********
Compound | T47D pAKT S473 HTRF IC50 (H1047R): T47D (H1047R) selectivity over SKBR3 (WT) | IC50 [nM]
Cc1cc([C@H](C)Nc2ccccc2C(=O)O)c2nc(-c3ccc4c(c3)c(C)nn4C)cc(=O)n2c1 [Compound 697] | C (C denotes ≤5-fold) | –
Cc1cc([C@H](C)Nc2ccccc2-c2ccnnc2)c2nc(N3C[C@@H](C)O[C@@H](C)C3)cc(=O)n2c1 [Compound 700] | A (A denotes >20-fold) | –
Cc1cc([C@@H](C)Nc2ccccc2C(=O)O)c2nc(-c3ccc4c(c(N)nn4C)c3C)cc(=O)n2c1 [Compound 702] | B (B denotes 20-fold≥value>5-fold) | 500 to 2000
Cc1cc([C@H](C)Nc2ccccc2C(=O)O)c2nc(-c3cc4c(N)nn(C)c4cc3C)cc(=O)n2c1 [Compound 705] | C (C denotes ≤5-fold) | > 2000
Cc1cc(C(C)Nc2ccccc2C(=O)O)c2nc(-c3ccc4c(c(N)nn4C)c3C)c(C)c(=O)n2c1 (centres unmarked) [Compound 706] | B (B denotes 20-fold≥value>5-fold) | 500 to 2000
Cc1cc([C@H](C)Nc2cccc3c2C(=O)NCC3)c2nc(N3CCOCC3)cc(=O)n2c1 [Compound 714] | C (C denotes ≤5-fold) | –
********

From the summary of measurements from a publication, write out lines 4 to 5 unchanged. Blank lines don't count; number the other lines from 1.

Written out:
Cc1cc([C@@H](C)Nc2ccccc2C(=O)O)c2nc(-c3ccc4c(c(N)nn4C)c3C)cc(=O)n2c1 [Compound 702] | B (B denotes 20-fold≥value>5-fold) | 500 to 2000
Cc1cc([C@H](C)Nc2ccccc2C(=O)O)c2nc(-c3cc4c(N)nn(C)c4cc3C)cc(=O)n2c1 [Compound 705] | C (C denotes ≤5-fold) | > 2000